A further option is to modify the simulation dynamically in response to the decisions of the participants. This is possible but to a limited extent. The designers will not be able to create a completely new simulation path with supporting information while the simulation is in progress. They can however modify the message stream in response to the decisions of participants. For example, they can exclude or modify messages that are no longer relevant, change the timing of sending the messages, follow-up the lack of a response from participants to issues raised in the message stream, and develop and send new messages that reflect the altered situation. In advance of the simulation, the designers may have prepared contingent messages in anticipation that the actions of the participants will differ from the central scenario.

Role players during the simulation

The simulation will require “game masters” responsible for administering the simulation and “role players” to interact with the participants during the simulation.[8] The game masters and the role players are usually located in a central control room from which they can manage the simulation, and communicate with the participants and moderators (see below).

The game masters are responsible for the flow of messages to the participants and for keeping the simulation on track during the simulation. Deadlines are set, by which time policy decisions are required. The progress of participants is monitored and the role players can, if necessary, “intervene” and provide additional information that may assist the participants in reaching timely decisions.

Role players also perform the function of entities other than those represented by the participating institutions. The role players may perform the function of entities including the media, rating agencies, foreign authorities that are not participating in the simulation, commercial banks, and other market participants.


The participants are organized into teams to reflect their institutional responsibilities. It is desirable that each of the institutional teams is headed by a senior official who would be directly involved in decision-making in an actual financial crisis.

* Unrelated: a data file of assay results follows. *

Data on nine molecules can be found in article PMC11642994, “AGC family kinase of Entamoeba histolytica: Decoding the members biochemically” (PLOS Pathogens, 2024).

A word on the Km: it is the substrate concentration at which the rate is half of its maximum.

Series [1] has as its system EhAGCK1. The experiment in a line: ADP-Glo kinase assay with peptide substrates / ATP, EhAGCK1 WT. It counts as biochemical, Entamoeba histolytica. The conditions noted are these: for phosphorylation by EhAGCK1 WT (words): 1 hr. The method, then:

During the bespoke simulation, each of the institutional teams is expected to perform its normal functions and to behave as it would under an actual financial crisis, applying its powers and instruments as available to it under its existing legal mandate. The actual legal, institutional, and cooperative arrangements in the jurisdiction are assumed to apply. For example, information sharing among participants would be guided by the existing memoranda of understanding (MoUs) on information sharing.

The participating teams should be organized so that they can readily communicate with one another, using telephone, e-mail, and physical meetings, if they choose to do so. Communication may be facilitated by having the teams located in the same physical location, although in the case of simulations involving multiple jurisdictions, it is desirable that the participants are located in their own jurisdiction to simulate actual crisis conditions.

The participants can freely contact the role players by telephone and e-mail to communicate with entities other than those represented by the participating authorities. 

Prior to the simulation exercise, participants receive a briefing on what to expect during the simulation day(s) and what they are expected to do. The briefing provides:

  • background material outlining the financial, structural, and economic conditions at the start of the simulation, and the starting balance sheets for the key financial institutions;
  • a list of participating institutions and their contact information;
  • the activities of the game master and role players, and their contact information;
  • the arrangements for communications between participants and with the control room and the role players;
  • the structure and schedule for the simulation, and the difference between “simulation time” and real time; and
  • the role of the moderators.

Moderators are assigned to each participating institution. The moderator’s role is to observe, record the progress, and liaise with the game master and role players as the simulation progresses. They take notes for use in the post-simulation review of the exercise. Participants are requested to copy moderators on their e-mail communications and alert the moderators and provide them with access to listen in to their telephone communications and to observe their physical meetings. However, the participants should not consult with moderators on their communications or involve them in their decision-making.